The Fair Trade Commission said Tuesday that major retailers have agreed to lower the commission they charge traders who use their floor space from October.
According to the antitrust regulator, FTC chairman Kim Dong-soo and 11 CEOs of department stores, discount chains and home-shopping channels reached an agreement on a 3 to 7 percent reduction in a meeting held Tuesday.
Specific reduction plans and suppliers subject to the cut will be decided by individual companies depending on their situation, the FTC said.
“The benefits from the burgeoning retail industry have been concentrated in retail giants, while weakening the competitiveness of smaller retailers and suppliers,” said the FTC chairman.
“With an aim to seek shared growth between large and small companies, we need real discussions for cooperation such as a major cut in commission.”
Major retailers have charged high commission fees, about 30 to 40 percent of wholesale costs, compared to the industry norm of 20 to 25 percent.
Following Tuesday’s agreement, companies who supply products worth less than 5 billion won ($46 million) will benefit from a three to seven percent reduction in fees starting October, the FTC said.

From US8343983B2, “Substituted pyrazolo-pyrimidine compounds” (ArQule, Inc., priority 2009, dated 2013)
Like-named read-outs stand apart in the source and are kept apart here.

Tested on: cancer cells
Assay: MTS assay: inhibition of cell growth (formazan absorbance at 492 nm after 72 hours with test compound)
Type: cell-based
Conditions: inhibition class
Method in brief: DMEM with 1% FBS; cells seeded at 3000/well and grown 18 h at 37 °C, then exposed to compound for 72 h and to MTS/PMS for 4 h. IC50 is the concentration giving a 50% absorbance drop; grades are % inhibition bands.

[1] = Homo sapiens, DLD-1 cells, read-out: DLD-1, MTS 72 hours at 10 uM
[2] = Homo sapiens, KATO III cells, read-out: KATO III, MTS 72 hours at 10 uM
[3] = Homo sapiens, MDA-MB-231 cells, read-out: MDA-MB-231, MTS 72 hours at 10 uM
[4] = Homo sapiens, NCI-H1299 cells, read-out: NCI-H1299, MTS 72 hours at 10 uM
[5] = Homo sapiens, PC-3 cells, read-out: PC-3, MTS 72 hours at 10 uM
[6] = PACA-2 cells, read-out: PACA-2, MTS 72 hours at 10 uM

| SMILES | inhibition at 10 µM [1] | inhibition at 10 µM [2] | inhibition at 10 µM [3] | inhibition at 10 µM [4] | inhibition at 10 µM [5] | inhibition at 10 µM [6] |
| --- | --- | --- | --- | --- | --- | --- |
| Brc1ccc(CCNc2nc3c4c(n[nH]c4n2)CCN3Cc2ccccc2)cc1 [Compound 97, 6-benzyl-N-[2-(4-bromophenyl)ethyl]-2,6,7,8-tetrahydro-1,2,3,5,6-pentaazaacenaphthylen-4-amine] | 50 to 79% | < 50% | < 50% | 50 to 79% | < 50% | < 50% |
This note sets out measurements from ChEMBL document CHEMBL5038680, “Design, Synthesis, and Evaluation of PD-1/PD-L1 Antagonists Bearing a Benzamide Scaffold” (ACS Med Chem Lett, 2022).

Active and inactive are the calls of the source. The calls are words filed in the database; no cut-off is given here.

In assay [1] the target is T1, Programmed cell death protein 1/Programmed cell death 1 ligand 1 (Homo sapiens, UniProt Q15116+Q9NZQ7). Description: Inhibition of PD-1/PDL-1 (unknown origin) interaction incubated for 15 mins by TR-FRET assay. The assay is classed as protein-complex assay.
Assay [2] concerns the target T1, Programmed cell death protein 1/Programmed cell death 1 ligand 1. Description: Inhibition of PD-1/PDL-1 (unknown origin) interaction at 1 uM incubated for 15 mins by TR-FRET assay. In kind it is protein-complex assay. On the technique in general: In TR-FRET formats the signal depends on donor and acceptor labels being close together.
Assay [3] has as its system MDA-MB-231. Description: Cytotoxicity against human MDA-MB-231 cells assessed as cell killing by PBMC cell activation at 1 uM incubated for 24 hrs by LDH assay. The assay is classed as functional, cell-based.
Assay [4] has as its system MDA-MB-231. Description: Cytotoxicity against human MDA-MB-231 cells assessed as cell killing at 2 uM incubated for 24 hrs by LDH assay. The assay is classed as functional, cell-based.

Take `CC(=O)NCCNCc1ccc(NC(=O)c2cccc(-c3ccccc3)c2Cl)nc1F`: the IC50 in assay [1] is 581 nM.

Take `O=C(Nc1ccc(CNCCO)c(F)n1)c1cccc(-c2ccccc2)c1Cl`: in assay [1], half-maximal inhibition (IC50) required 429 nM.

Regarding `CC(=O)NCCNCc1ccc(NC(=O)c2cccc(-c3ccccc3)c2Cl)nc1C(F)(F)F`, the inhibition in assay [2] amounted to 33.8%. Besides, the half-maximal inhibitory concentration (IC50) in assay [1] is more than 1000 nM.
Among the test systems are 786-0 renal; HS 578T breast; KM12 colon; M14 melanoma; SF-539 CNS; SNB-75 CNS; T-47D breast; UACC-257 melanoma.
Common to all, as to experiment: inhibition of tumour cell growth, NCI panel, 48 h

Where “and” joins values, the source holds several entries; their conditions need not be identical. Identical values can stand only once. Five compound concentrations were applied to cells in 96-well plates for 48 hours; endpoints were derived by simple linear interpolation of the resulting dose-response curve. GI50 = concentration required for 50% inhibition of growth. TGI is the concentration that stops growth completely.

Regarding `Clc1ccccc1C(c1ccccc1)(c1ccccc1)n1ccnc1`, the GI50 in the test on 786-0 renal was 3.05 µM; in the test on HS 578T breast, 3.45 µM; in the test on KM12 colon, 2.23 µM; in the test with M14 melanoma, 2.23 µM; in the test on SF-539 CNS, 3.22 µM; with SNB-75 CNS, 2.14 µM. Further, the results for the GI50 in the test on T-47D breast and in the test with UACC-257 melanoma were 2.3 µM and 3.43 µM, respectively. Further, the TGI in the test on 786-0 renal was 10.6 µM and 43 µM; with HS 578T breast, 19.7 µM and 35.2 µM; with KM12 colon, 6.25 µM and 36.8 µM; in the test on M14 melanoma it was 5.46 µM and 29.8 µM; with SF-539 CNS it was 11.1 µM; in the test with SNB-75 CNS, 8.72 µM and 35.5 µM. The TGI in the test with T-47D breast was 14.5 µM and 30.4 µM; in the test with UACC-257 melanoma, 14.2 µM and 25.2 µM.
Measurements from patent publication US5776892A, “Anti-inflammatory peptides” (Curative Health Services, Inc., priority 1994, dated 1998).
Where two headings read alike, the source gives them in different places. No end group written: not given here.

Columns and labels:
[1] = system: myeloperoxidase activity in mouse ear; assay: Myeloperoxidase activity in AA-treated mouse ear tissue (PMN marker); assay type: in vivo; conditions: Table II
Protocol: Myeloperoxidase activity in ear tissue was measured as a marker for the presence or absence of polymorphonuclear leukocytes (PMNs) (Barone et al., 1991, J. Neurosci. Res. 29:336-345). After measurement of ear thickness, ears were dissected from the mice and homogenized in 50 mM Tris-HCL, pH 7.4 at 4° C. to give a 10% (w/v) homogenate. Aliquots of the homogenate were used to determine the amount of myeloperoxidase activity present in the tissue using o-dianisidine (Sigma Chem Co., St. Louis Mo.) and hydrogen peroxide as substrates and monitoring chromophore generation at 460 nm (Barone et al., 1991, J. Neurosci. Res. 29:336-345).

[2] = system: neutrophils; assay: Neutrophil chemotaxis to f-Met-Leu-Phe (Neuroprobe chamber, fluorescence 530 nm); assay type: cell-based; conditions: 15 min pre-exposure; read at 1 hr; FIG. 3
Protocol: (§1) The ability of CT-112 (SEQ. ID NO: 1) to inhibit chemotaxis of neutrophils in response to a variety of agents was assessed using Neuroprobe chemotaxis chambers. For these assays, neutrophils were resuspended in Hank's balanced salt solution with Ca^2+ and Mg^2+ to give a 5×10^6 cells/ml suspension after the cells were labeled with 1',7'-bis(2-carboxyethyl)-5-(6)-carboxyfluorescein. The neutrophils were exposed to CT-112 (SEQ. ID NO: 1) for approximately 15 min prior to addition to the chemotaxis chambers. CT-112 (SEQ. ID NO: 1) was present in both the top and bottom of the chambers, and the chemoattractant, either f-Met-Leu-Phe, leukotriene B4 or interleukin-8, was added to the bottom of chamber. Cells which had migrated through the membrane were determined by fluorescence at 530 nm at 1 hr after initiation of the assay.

In line with the agreement, the normally one-year contract period also will be extended to two years or longer, while unfair demands such as unreasonable return of products and forced purchase of gift cards will be banned.
Despite the FTC announcement, retailers still seemed reluctant to accept all the suggestions made by the FTC even though they said they agreed to the government’s initiative to seek shared growth.
“If we accept the proposals by FTC as they are, we would lose more than 5 percent of operating profits. That would threaten our survival base,” said an official of a retail company.
Industry sources predicted that following the agreement, Lotte Department Store will see a 50 billion won reduction in sales, while Hyundai and Shinsegae will lose 25 billion won, respectively.
By Lee Ji-yoon (firstname.lastname@example.org